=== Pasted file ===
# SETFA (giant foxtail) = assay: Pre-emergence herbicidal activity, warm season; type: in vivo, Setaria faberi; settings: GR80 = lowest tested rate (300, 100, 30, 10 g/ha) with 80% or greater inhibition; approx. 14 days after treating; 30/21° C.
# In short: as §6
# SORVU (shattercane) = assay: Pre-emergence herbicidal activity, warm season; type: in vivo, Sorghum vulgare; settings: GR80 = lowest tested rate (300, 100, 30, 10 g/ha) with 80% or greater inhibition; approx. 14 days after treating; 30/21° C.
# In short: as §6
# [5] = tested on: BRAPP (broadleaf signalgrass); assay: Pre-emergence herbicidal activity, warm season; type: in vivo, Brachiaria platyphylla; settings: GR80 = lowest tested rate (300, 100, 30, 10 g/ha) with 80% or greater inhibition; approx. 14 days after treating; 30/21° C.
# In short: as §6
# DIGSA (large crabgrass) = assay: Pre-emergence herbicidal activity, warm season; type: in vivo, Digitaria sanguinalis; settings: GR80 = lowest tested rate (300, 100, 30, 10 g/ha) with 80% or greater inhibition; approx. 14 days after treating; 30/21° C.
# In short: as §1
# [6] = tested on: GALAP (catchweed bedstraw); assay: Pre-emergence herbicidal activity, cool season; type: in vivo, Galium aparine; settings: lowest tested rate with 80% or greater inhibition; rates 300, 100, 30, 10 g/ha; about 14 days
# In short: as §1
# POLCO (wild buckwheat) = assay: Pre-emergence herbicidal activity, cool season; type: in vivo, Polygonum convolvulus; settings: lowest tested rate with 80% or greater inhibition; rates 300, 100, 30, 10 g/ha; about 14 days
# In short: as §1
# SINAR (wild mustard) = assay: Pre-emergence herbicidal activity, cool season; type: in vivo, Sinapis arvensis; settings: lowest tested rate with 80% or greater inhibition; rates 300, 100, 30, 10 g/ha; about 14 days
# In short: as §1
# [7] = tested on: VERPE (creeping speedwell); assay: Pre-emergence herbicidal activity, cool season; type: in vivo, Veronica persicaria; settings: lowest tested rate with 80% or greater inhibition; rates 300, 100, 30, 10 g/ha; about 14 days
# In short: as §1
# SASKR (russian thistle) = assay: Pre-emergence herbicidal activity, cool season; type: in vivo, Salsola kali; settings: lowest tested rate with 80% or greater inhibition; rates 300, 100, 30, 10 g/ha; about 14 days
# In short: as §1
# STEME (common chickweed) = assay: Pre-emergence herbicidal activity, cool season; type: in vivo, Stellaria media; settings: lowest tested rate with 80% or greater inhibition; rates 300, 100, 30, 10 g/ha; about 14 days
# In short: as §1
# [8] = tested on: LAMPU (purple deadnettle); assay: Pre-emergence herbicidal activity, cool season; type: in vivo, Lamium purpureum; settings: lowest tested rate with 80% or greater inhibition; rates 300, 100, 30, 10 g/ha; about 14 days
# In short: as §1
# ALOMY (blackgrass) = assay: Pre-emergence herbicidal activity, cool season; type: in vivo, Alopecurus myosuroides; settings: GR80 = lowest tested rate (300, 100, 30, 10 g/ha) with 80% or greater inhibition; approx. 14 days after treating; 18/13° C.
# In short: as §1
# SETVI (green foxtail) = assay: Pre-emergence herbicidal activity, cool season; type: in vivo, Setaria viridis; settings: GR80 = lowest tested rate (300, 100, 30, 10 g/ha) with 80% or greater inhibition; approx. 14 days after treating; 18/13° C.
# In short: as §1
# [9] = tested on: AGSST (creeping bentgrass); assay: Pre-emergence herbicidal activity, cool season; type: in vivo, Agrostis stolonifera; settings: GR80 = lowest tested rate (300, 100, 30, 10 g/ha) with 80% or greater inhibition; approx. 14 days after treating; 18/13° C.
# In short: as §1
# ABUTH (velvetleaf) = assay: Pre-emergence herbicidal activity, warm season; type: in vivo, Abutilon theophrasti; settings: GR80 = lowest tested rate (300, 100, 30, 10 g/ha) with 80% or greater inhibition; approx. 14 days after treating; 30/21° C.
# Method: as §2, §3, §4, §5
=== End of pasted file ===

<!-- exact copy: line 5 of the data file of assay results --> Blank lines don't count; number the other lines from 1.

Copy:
# [5] = tested on: BRAPP (broadleaf signalgrass); assay: Pre-emergence herbicidal activity, warm season; type: in vivo, Brachiaria platyphylla; settings: GR80 = lowest tested rate (300, 100, 30, 10 g/ha) with 80% or greater inhibition; approx. 14 days after treating; 30/21° C.